This post may contain spoilers and large images that may compromise slower internet connections. Read at your own discretion.
A couple weeks ago, some friends and I got to watch Alfonso Cuarón’s most recent cinematic brainchild in 4DX. This motion picture technology, which further enhances the element of depth perception generously provided by 3D film, now includes environmental augmentations, like moving chairs, plus an array of vapours, bubbles, lighting sequences, smoke, and other effects that manifest on cue. The experience itself was mild in comparison to the adrenaline-fueling synopsis, but “Gravity” couldn’t have been viewed any other way.
Dr. Ryan Stone (played by Sandra Bullock) is supervised by veteran astronaut Lieutenant Matt Kowalski (played by George Clooney, but can only be described as the outer space version of “E.R”‘s Dr. Doug Ross) during a mission aboard the fictional Space Shuttle Explorer. While Dr. Stone manages the delicate balance between her nausea and completing her assigned task, Kowalski demonstrates his extensive experience through his mobility about the vehicle. The two exchange friendly banter with Mission Control (played by Ed Harris), with Shariff Dasari (played by Paul Sharma) providing intermittent entertainment from a distance.
Everything seems to go well until Mission Control issues a warning about incoming space debris from an inoperative satellite that had been shattered by a Russian missile. The incident, which caused a chain reaction of opportunistic wrecking, ends up in their direct line of contact, causing the team scrambling to abort the mission. Despite their team organisation and sense of urgency, communication with Mission Control is lost. They continue with blind transmissions until the astronauts find themselves in the business end of dangerous objects. The collision results in irreparable damage to the shuttle and ultimately, the deaths of the crew members in outer space level. With only her limited experience with the International Space Station and additional advice picked up from her now-deceased cohort to guide her, first-timer and sole survivor Dr. Stone would need to find her way back into the Earth’s atmosphere.
Since its premiere at the 70th Venice International Film Festival, — and the subsequent good-humoured fact check by astrophysicist Neil deGrasse Tyson — “Gravity” received much acclaim for its use of screenwriting, acting, direction, production design, cinematography, special effects, and the use of 3D technology. It may even be safe to call the standards put forth in Cuarón’s directorial effort “game-changing”. Not bad for a film that only had two fully credited cast members.
The science fiction thriller and drama, though heavy-looking in its skin, also incorporates spiritual themes. Some of the philosophical and metaphysical nuggets teetered toward cheesy, yet, “Gravity” remembers to put its magnificent visuals in the forefront by not over-intellectualising. Oddly enough, one of my favourite moments in the film is one of the heavy ones: when Dr. Stone takes the fetal position to rest inside the International Space Station.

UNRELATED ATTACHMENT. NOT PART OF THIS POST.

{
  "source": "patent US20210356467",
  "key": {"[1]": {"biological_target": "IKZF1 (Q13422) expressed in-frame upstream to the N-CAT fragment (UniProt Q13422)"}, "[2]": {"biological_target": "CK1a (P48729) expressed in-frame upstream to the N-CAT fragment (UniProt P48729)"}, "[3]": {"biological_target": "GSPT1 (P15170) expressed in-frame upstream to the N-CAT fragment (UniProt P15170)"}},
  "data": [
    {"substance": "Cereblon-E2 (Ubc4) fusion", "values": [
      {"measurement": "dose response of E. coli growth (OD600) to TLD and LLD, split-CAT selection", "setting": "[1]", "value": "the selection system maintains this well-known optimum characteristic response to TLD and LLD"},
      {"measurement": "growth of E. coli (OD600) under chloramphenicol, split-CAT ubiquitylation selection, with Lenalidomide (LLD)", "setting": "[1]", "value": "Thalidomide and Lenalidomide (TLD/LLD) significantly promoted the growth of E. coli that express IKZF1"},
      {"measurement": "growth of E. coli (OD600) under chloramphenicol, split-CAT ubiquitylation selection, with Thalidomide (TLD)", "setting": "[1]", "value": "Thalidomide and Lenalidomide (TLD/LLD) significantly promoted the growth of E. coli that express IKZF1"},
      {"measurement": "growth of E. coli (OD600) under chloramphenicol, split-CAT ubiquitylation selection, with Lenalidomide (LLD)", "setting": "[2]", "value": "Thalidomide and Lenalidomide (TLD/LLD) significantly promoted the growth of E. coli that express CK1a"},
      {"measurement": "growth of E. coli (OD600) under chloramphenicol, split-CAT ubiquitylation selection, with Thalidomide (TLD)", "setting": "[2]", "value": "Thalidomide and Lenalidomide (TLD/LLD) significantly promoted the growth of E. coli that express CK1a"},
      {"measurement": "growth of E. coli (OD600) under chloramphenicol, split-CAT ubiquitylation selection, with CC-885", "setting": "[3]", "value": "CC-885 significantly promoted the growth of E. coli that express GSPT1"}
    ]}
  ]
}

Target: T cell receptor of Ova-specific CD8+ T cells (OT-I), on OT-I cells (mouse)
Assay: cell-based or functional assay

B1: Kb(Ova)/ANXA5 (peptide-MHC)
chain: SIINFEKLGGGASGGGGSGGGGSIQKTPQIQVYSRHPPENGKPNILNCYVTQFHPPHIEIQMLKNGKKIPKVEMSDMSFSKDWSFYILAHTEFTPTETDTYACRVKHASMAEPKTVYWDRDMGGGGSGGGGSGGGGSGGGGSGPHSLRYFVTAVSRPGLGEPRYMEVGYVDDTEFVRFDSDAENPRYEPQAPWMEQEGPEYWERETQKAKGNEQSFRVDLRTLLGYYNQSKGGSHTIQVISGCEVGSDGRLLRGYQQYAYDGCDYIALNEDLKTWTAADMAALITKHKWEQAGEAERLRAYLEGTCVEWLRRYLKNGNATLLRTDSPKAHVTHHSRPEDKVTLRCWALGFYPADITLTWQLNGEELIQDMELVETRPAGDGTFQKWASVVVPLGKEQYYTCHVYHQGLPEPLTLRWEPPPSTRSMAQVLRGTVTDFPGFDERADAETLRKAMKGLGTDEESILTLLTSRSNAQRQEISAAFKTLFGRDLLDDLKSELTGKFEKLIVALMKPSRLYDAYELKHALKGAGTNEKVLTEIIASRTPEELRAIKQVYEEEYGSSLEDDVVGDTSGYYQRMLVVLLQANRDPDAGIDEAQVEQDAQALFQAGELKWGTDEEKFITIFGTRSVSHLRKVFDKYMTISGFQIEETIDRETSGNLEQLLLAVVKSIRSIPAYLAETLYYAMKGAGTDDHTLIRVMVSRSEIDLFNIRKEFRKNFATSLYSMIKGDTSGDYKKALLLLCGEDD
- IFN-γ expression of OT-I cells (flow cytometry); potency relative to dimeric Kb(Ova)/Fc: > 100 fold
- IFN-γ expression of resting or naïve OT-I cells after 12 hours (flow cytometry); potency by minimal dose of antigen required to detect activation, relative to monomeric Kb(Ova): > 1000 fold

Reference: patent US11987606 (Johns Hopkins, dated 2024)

Her place in the composition is a stark contrast to what she sees just moments prior, which is the loss of her fellow crew members. Even before that, she exposes herself to emotional vulnerability in front of her fallen lead, Kowalski, by opening up about her life at home in Lake Zurich, Illinois, and the accidental death of her young daughter. In a manner of minutes, all possible forms of security have been torn from her grasp, including any form of guidance. A close brush with oxygen deprivation forces Dr. Stone to take a rest within the artificial satellite. Just in front of the round entrance hatch, she reverts to complete helplessness, fully depending on the warm and nurturing environment akin to a womb. The slow revolution of her body willingly submits to the physical forces taking place, and for just a few minutes, allows herself to gain the resolve to start over.
(My other favourite scene is when Shariff sings part of a famous Bollywood song in a volume that hilariously overtakes the country music so loved by Texan native Kowalski. Bollywood. In outer space. Brilliant… which raises the following question: what’s up with American astronauts and the sudden desire to listen to country after leaving the surface of the Earth? Is the sudden nostalgia similar to the way some Indonesians secretly miss dangdut when away from the archipelago?)
I do not regret watching “Gravity” in plastic glasses and a shifting chair. Altogether, the orchestrated vapours, mild movement, and sprays of water courtesy of 4DX technology more or less justified the IDR 130000 price tag. However, even though I would personally have only caught “Gravity” in the format I chose, the technology still pales in comparison to the strength of the story.
But, it should not go without saying that 4DX has given films a new dimension — pun intended. After the success of “Gravity”, those that will follow in its footsteps are promised to be far more elaborate and excellent, and those deserving of a high-tech re-make have the potential to be experienced in an entirely different way. Perhaps, the industry can start with “Inception”?